In recent years, there's been a trend where countries have laid claim to artifacts that museums have had in their possession for decades or even hundreds of years. It all started with the Culture Minister of Italy in 2006, when he decided to mount a campaign to have dozens of archaeological finds returned to their country of origin, Italy. Other countries that zealously guard their cultural heritage have since jumped on board. For example, Egypt asked for the return of the bust of Nefertiti from Germany, and Peru demanded artifacts from Machu Picchu from the United States.
Now the questions are these: Are objects found on archaeological digs art or history, and are these objects the property of the country of origin or humanity as a whole? Art museums have firmly voiced that the objects are art and should be displayed for the broadest possible audience. In other words, museums want to keep their worldly collections intact. Museums aren't the only ones vulnerable to losing items from their collections. The Italian cultural minister went after a private collector for one piece and got it back. It should come as no surprise that the countries with the richest bevy of ancient history are the ones leading the charge. The 1970 Unesco Convention established a set of international standards for the rights to cultural property, and while there's no requirement to join the convention, more than 100 countries have ratified it. Under the convention, the rights to these objects have fallen on the side of the source country.
For legitimate archaeological teams who conduct business on the up and up, this is all good news. These laws and conventions help to reduce what has become a serious problem -- looting and black market sales. Some archaeologists have labeled the current looting problem an international crisis. When archaeological sites are looted, not only is it impossible to know where the artifacts have ended up after a profitable sale, but the site itself is also usually destroyed in the process. With archaeology, it's important to not only find the object, but to also analyze the state and placement of the object to determine its age.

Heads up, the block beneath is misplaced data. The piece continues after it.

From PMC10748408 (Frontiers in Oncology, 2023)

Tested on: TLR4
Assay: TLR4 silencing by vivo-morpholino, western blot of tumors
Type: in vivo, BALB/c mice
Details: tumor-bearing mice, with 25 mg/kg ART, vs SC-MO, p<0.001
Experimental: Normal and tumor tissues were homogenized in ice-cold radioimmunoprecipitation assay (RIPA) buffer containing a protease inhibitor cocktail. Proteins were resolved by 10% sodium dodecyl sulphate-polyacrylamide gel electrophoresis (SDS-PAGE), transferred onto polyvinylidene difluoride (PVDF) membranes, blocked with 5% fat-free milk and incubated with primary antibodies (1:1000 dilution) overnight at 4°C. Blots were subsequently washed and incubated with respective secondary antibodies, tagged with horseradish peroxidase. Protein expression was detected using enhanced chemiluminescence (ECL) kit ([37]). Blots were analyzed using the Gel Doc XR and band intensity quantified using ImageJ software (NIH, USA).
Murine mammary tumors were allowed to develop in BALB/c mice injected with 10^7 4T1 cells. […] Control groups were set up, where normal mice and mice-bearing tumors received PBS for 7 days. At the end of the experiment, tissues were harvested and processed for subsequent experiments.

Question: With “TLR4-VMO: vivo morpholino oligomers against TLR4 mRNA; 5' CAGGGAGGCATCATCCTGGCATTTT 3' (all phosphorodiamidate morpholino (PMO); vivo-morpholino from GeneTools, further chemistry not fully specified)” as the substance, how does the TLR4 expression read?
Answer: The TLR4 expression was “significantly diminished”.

Archaeologists contend that the many laws to help protect these sites have essentially failed. Both private collectors and museums have been guilty of buying looted items in the past. Archaeologist David Gill, from Swansea University in Wales, examined Egyptian artifacts that were sold at auction between 1998 and 2007, and discovered that 95 percent of them could not be traced to their place of origins. This doesn't mean that they were all looted, but Gill believes that a great deal of them likely were.
In the field of archeology, there's a general hope for a shift from the treasure-hunter-for-hire model back to digs sanctioned by, or operated in conjunction with, the host country or state. Some people have proposed other means of sharing finds between countries, like leasing programs. Another idea is partage, a system that worked pretty well up through the first part of the 20th century. With partage, the countries where the artifacts are found keep the lion's share of the objects, and the finder is permitted to bring a small share home to the university or museum that sponsored the excavation. These days, the host country gets to keep nearly everything, regardless of who's footing the bill for the dig. No matter which way the archaeological field goes, it's clear that the market for antiquity, or who owns history, is still ambiguous.